Today March 31 is World Backup Day

The world backup day is an initiative to make people aware on the importance of backup.

The official website of World Backup Day is at

Your hard disk, smartphone or laptop may not be always loyal to you.
Computers get infected with viruses, smartphones are lost and your hard disk gets fried.

“Remember backup is a continuous process not a one off process. You must always backup your data not only on 31 March.”

Let’s quote exactly from the website:

A backup is a second copy of all your important files — for example, your family photos, home videos, documents and emails.
Instead of storing it all in one place (like your computer), you keep another copy of everything somewhere safe.

Your data is valuable.
It’s important because you might need it for personal and professional reasons.
Your ebooks, your final year dissertation, your source codes, your customer list, your child’s photos, etc


Some people think of backup as a complicated process and believe that they just can’t do it.
While some believe they need expensive software.

The truth is:
You backup your files on an External Drive or somewhere on the Internet (Example Google Drive, DropBox).

Please note that am not endorsing any service provider am just giving some examples. There are other cloud backup providers as well.

1.Buy an External Drive (USB)
2.Connect it to your computer.
3.Copy all your important files to the External Drive (Right Click > Select Copy, then Paste on the External Drive)  or Copy all your important files to a Cloud backup Provider.
4.Congrats. That’s the simplest backup according to me.

1.Always keep your backup away in a safe place.
2.Don’t forget to backup
3.Check that your backup is OK

DISCLAIMER: Everything in this post is for informational purpose only. I am not responsible for any loss of data through improper backup procedures.

Remember: Your data won’t make jokes – It will be for real if it’s lost. So Backup !

Best practices for virtual machine snapshots in the VMware environment (KB1025279)

The following has been taken from VMware Knowledge Base - KB 1025279

  • Snapshots are not backups. A snapshot file is only a change log of the original virtual disk. Therefore, do not rely on it as a direct backup process. The virtual machine is running on the most current snapshot, not the original vmdk disk files.
  • Snapshots are not complete copies of the original vmdk disk files. Taking a snapshot does not create a complete copy of the original vmdk disk file, rather it only copies the delta disks. The change log in the snapshot file combines with the original disk files to make up the current state of the virtual machine. If the base disks are deleted, the snapshot files are useless.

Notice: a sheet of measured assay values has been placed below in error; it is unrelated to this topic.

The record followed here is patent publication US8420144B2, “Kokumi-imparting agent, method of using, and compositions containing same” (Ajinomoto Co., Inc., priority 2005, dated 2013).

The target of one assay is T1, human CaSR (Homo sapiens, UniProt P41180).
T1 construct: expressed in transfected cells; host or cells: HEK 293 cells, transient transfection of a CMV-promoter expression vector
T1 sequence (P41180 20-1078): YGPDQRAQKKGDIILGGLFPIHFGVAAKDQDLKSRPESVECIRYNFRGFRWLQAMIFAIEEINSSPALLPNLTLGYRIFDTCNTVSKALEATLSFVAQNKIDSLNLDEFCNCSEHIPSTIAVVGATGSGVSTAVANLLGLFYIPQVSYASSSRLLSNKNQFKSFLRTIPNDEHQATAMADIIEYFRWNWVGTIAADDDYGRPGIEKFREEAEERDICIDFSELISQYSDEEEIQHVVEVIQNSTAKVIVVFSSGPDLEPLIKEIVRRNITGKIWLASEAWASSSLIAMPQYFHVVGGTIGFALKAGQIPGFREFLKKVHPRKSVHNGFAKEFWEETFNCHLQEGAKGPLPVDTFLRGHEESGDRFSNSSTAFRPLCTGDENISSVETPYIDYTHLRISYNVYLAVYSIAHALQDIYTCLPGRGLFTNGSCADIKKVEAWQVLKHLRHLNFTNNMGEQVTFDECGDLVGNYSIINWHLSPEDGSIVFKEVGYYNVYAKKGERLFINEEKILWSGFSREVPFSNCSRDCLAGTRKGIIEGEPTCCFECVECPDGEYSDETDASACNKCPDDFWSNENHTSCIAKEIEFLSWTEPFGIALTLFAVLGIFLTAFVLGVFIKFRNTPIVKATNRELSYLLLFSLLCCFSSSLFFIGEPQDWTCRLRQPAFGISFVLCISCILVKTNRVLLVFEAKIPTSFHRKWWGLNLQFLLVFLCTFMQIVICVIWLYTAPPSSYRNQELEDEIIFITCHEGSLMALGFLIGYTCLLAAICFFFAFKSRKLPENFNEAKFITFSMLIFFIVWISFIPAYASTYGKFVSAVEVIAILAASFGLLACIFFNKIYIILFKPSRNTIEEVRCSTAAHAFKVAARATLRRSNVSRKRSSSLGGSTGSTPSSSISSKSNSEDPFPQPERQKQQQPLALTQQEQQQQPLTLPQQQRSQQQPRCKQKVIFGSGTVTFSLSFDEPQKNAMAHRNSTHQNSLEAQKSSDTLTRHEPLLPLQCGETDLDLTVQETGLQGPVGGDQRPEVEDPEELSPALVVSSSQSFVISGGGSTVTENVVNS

• Delta files can grow to the same size as the original base disk file, which is why the provisioned storage size of a virtual machine increases by an amount up to the original size of the virtual machine multiplied by the number of snapshots on the virtual machine.
  • The maximum supported amount of snapshots in a chain is 32. However, VMware recommends that you use only 2-3 snapshots in a chain.
  • Use no single snapshot for more than 24-72 hours. Snapshots should not be maintained over long periods of time for application or Virtual Machine version control purposes.

    • This prevents snapshots from growing so large as to cause issues when deleting/committing them to the original virtual machine disks. Take the snapshot, make the changes to the virtual machine, and delete/commit the snapshot as soon as you have verified the proper working state of the virtual machine.
    • Be especially diligent with snapshot use on high-transaction virtual machines such as email and database servers. These snapshots can very quickly grow in size, filling datastore space. Commit snapshots on these virtual machines as soon as you have verified the proper working state of the process you are testing.

  • If using a third party product that takes advantage of snapshots (such as virtual machine backup software), regularly monitor systems configured for backups to ensure that no snapshots remain active for extensive periods of time.

InstalledDriversList Tool - View Installed Drivers

About 5 minutes ago I found a nice freeware tool (InstalledDriversList) which can be used to view the installed drivers on your PC.

From the official website of InstalledDriversList:

InstalledDriversList is a simple tool for Windows that lists all device drivers that are currently installed on your system. For every device driver, the following information is displayed: Driver Name, Display Name, Description, Startup Type, Driver type, Driver Group, Filename, File Size, Modified/Created Time of the driver file, and version information of the driver file. If the driver is currently running on Windows kernel, the following information is also displayed: Base Memory Address, End Address, Memory Size, and Load Count.

This tool may be used to identify which drivers are causing trouble on Windows.

Again quoting the original text:

  • Green Icon - The driver is running on Windows kernel.
  • Yellow Icon - The driver is not running on Windows kernel.
  • Red Icon - The driver is not running on Windows kernel, but it should be loaded automatically when Windows starts. When you see a red icon, it's possible that something is wrong with the driver. Be aware that on Windows 8, there are 2 drivers of the operating system that are normally displayed with red icon.

Visit  for more information on this tool.